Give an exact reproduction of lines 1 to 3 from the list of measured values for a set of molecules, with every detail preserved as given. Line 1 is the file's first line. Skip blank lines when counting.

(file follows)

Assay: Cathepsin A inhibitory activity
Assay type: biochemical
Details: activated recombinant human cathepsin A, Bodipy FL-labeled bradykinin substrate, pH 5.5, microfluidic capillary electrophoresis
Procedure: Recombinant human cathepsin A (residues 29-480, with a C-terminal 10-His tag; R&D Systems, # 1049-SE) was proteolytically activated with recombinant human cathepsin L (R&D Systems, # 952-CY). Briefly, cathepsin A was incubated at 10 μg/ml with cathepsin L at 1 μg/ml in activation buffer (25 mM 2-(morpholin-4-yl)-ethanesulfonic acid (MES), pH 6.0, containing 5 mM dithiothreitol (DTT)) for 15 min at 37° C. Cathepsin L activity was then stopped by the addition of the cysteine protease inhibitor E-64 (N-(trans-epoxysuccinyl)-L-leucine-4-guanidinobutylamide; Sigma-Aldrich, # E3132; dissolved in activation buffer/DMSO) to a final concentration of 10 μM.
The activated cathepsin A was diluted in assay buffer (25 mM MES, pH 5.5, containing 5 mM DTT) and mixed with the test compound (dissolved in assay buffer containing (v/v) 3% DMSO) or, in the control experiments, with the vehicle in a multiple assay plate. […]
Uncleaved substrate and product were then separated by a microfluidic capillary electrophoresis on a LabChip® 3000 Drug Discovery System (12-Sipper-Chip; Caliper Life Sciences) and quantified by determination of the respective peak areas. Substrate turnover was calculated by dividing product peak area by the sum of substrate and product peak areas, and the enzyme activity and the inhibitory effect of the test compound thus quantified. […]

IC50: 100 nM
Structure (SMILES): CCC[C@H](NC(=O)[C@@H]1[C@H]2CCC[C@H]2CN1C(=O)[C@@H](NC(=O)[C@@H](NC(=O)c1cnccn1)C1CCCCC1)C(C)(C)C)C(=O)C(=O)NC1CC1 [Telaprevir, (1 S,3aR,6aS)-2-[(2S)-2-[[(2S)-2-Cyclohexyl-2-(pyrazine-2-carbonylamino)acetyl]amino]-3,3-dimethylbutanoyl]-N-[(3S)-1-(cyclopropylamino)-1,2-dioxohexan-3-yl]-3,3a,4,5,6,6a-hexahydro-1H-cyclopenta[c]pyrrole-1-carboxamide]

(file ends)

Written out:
Assay: Cathepsin A inhibitory activity
Assay type: biochemical
Details: activated recombinant human cathepsin A, Bodipy FL-labeled bradykinin substrate, pH 5.5, microfluidic capillary electrophoresis